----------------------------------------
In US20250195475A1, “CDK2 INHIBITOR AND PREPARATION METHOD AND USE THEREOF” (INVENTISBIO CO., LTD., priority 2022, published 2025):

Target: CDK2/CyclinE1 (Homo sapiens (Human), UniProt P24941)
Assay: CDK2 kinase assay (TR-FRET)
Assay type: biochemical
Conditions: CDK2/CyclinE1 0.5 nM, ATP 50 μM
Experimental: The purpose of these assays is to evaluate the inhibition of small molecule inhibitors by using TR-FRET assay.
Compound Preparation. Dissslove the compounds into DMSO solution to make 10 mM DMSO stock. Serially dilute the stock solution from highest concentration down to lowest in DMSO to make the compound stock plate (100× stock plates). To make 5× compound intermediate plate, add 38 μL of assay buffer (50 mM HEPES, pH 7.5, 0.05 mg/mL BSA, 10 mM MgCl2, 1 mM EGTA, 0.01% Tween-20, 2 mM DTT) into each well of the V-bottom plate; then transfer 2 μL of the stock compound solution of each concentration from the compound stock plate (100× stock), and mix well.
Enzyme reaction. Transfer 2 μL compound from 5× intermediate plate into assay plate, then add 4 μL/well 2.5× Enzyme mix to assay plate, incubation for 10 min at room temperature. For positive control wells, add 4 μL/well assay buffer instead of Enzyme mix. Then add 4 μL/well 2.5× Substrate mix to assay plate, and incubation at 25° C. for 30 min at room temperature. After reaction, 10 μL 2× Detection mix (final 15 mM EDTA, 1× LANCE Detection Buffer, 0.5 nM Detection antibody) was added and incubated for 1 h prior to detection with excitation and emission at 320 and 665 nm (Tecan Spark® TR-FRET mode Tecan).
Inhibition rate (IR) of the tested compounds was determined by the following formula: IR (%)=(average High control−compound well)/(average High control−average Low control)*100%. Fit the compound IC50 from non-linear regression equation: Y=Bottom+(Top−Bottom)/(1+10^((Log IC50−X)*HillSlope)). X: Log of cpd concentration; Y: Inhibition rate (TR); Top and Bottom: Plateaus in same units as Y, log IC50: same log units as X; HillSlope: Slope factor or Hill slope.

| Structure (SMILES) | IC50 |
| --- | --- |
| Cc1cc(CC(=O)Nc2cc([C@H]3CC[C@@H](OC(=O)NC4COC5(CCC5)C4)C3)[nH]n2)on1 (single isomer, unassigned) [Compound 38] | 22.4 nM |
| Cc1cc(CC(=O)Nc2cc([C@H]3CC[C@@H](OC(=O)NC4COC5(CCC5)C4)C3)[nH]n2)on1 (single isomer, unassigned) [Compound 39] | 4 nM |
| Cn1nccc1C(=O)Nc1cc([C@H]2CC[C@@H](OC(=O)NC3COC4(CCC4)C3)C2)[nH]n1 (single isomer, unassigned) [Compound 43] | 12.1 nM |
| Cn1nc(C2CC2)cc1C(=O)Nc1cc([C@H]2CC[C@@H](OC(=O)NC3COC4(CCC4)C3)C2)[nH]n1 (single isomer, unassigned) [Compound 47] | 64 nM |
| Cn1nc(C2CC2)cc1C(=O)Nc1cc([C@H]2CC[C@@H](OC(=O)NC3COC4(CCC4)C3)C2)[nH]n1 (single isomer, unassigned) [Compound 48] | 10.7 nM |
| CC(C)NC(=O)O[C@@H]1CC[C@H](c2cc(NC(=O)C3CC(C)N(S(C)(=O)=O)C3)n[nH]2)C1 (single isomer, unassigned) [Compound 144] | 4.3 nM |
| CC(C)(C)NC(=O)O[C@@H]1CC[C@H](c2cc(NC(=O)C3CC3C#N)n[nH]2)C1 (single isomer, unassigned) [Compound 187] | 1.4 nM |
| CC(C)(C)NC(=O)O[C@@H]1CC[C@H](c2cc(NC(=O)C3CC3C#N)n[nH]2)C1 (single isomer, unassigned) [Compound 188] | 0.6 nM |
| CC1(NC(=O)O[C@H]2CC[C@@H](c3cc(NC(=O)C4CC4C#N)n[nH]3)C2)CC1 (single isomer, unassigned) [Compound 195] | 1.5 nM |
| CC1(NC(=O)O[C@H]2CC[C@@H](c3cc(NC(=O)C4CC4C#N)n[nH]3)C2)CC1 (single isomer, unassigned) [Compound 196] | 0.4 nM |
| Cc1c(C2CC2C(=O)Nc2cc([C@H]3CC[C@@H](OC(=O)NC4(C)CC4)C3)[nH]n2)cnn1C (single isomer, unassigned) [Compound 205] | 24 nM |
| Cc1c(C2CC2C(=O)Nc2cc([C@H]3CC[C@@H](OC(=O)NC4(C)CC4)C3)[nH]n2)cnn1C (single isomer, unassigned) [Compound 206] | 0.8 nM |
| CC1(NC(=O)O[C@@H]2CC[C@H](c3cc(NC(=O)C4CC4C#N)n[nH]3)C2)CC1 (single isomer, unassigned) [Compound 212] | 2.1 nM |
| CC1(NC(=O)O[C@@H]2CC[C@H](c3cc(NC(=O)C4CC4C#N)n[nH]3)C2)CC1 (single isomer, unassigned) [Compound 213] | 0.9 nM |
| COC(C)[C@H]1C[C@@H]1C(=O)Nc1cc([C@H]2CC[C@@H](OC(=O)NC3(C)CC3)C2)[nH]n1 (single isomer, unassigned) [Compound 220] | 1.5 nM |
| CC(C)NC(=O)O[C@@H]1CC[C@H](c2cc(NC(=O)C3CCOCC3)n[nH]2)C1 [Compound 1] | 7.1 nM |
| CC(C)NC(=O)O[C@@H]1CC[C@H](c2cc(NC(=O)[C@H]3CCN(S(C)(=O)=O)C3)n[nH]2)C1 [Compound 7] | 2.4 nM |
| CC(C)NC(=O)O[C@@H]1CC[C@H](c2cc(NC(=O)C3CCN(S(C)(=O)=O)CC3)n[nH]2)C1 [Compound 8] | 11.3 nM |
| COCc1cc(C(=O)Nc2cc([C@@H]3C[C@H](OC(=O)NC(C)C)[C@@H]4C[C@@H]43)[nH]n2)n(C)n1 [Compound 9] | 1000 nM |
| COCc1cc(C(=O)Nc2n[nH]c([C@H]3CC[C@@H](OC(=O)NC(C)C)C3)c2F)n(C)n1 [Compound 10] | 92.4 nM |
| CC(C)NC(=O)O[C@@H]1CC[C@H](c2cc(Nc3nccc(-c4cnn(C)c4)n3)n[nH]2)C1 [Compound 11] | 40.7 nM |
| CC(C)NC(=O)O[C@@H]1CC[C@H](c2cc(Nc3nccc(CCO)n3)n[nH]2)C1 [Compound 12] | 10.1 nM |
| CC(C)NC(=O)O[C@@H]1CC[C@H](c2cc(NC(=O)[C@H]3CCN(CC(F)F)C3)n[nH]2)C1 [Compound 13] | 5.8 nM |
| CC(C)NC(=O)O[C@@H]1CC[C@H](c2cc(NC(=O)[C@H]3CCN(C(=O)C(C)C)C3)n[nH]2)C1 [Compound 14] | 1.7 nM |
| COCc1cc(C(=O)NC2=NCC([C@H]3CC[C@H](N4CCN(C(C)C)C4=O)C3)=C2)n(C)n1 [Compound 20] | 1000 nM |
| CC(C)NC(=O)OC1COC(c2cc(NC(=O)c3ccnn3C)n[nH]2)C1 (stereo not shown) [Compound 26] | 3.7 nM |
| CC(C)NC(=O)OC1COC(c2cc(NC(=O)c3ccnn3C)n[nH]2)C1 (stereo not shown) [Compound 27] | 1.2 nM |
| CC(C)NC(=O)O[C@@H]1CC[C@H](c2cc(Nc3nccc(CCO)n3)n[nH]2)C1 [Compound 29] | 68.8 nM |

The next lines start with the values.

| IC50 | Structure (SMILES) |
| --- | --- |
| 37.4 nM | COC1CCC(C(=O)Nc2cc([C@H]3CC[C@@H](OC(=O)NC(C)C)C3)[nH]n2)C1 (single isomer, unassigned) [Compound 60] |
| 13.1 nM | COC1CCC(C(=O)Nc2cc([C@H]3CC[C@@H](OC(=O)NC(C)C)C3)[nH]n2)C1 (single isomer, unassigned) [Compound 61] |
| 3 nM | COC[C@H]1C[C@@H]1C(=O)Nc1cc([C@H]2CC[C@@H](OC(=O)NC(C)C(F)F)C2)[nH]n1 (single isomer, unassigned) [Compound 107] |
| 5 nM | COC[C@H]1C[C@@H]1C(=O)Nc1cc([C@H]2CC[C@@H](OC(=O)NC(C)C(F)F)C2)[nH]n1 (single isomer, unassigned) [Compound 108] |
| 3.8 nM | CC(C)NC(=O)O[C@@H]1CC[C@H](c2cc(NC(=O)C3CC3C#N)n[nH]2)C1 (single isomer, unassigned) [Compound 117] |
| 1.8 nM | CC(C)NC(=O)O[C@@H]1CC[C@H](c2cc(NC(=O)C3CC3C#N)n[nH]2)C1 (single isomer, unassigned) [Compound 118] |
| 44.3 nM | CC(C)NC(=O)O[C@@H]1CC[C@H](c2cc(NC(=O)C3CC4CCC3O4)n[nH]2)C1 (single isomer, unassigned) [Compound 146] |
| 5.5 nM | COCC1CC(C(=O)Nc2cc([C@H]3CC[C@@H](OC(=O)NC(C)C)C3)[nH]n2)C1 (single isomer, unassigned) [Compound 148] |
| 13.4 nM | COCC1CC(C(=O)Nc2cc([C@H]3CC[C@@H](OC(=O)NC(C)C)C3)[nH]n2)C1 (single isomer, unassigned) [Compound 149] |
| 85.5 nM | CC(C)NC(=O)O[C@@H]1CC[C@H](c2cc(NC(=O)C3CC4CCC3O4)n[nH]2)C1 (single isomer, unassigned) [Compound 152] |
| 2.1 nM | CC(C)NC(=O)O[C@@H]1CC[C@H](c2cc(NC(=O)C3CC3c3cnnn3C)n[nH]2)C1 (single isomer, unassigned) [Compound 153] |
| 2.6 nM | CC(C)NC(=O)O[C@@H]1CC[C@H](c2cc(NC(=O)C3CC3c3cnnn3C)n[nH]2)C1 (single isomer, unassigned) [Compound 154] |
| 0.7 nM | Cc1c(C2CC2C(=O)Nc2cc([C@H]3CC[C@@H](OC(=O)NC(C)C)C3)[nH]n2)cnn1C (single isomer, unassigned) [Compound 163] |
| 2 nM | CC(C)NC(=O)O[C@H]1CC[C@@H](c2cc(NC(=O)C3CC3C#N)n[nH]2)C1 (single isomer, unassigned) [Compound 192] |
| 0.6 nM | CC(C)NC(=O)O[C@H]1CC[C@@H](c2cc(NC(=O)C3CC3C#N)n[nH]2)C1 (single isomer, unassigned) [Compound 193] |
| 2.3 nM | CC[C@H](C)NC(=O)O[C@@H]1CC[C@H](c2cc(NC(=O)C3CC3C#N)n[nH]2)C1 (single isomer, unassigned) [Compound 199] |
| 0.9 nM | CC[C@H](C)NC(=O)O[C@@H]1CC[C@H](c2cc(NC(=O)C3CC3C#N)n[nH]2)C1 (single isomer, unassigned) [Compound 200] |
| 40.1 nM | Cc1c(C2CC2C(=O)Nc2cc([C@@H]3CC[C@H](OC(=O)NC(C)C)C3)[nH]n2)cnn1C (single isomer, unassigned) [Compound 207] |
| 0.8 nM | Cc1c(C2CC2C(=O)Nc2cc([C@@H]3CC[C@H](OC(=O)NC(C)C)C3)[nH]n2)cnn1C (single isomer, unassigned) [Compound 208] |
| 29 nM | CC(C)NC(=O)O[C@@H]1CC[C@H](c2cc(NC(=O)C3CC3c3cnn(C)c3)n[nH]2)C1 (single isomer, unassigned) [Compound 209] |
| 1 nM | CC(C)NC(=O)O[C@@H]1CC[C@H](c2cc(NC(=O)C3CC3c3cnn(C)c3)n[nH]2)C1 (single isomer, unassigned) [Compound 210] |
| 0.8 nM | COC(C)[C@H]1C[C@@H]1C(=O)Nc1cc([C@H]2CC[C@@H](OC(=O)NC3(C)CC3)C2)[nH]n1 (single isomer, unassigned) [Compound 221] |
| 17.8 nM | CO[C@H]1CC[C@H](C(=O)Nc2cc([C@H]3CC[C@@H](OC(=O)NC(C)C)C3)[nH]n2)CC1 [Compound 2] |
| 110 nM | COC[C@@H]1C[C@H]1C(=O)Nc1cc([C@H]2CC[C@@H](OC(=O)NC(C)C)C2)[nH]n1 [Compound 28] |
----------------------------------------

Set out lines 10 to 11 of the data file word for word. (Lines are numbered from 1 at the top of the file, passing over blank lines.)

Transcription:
| Structure (SMILES) | IC50 |
| --- | --- |